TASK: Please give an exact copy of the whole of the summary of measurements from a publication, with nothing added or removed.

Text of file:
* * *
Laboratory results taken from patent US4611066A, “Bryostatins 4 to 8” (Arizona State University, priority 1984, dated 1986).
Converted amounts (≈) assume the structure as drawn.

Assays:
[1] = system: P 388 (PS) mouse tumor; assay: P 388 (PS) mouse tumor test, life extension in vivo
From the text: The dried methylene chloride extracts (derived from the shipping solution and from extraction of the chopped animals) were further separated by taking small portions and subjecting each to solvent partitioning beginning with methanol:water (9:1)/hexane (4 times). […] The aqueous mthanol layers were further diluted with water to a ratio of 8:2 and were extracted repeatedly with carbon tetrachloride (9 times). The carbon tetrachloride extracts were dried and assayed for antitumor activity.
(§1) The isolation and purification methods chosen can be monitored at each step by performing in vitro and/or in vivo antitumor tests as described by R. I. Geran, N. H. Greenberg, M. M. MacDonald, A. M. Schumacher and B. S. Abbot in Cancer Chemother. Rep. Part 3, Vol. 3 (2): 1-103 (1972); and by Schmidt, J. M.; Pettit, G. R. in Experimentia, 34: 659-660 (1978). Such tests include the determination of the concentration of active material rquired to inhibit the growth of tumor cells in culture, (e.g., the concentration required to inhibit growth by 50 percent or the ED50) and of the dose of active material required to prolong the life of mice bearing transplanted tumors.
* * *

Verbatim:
Laboratory results taken from patent US4611066A, “Bryostatins 4 to 8” (Arizona State University, priority 1984, dated 1986).
Converted amounts (≈) assume the structure as drawn.

Assays:
[1] = system: P 388 (PS) mouse tumor; assay: P 388 (PS) mouse tumor test, life extension in vivo
From the text: The dried methylene chloride extracts (derived from the shipping solution and from extraction of the chopped animals) were further separated by taking small portions and subjecting each to solvent partitioning beginning with methanol:water (9:1)/hexane (4 times). […] The aqueous mthanol layers were further diluted with water to a ratio of 8:2 and were extracted repeatedly with carbon tetrachloride (9 times). The carbon tetrachloride extracts were dried and assayed for antitumor activity.
(§1) The isolation and purification methods chosen can be monitored at each step by performing in vitro and/or in vivo antitumor tests as described by R. I. Geran, N. H. Greenberg, M. M. MacDonald, A. M. Schumacher and B. S. Abbot in Cancer Chemother. Rep. Part 3, Vol. 3 (2): 1-103 (1972); and by Schmidt, J. M.; Pettit, G. R. in Experimentia, 34: 659-660 (1978). Such tests include the determination of the concentration of active material rquired to inhibit the growth of tumor cells in culture, (e.g., the concentration required to inhibit growth by 50 percent or the ED50) and of the dose of active material required to prolong the life of mice bearing transplanted tumors.